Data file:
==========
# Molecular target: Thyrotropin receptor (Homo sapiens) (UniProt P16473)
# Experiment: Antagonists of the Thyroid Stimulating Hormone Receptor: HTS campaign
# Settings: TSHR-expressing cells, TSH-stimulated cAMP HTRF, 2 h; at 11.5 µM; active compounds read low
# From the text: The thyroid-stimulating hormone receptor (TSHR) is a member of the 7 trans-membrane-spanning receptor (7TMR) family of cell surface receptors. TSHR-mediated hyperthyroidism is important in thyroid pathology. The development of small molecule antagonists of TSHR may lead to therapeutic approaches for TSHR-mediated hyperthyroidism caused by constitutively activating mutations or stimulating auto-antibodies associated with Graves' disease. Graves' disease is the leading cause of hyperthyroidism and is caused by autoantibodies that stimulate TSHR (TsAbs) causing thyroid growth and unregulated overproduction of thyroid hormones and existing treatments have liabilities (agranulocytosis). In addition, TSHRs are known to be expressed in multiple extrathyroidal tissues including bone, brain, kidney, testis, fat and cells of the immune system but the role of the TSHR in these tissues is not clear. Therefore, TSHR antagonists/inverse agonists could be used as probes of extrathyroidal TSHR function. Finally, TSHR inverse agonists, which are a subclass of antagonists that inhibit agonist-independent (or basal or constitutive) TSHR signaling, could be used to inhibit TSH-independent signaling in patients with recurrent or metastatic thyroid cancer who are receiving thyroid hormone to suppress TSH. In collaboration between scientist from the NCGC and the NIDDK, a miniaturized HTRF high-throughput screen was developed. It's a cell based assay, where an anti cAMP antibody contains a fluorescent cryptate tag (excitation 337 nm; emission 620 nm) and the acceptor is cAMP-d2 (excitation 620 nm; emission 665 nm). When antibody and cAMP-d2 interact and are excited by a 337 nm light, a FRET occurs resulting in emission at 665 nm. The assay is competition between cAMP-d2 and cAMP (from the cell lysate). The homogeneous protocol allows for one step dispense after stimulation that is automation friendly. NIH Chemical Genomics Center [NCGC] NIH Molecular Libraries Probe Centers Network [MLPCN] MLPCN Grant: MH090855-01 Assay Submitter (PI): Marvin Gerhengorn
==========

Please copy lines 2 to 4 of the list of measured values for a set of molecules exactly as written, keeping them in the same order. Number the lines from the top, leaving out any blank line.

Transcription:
# Experiment: Antagonists of the Thyroid Stimulating Hormone Receptor: HTS campaign
# Settings: TSHR-expressing cells, TSH-stimulated cAMP HTRF, 2 h; at 11.5 µM; active compounds read low
# From the text: The thyroid-stimulating hormone receptor (TSHR) is a member of the 7 trans-membrane-spanning receptor (7TMR) family of cell surface receptors. TSHR-mediated hyperthyroidism is important in thyroid pathology. The development of small molecule antagonists of TSHR may lead to therapeutic approaches for TSHR-mediated hyperthyroidism caused by constitutively activating mutations or stimulating auto-antibodies associated with Graves' disease. Graves' disease is the leading cause of hyperthyroidism and is caused by autoantibodies that stimulate TSHR (TsAbs) causing thyroid growth and unregulated overproduction of thyroid hormones and existing treatments have liabilities (agranulocytosis). In addition, TSHRs are known to be expressed in multiple extrathyroidal tissues including bone, brain, kidney, testis, fat and cells of the immune system but the role of the TSHR in these tissues is not clear. Therefore, TSHR antagonists/inverse agonists could be used as probes of extrathyroidal TSHR function. Finally, TSHR inverse agonists, which are a subclass of antagonists that inhibit agonist-independent (or basal or constitutive) TSHR signaling, could be used to inhibit TSH-independent signaling in patients with recurrent or metastatic thyroid cancer who are receiving thyroid hormone to suppress TSH. In collaboration between scientist from the NCGC and the NIDDK, a miniaturized HTRF high-throughput screen was developed. It's a cell based assay, where an anti cAMP antibody contains a fluorescent cryptate tag (excitation 337 nm; emission 620 nm) and the acceptor is cAMP-d2 (excitation 620 nm; emission 665 nm). When antibody and cAMP-d2 interact and are excited by a 337 nm light, a FRET occurs resulting in emission at 665 nm. The assay is competition between cAMP-d2 and cAMP (from the cell lysate). The homogeneous protocol allows for one step dispense after stimulation that is automation friendly. NIH Chemical Genomics Center [NCGC] NIH Molecular Libraries Probe Centers Network [MLPCN] MLPCN Grant: MH090855-01 Assay Submitter (PI): Marvin Gerhengorn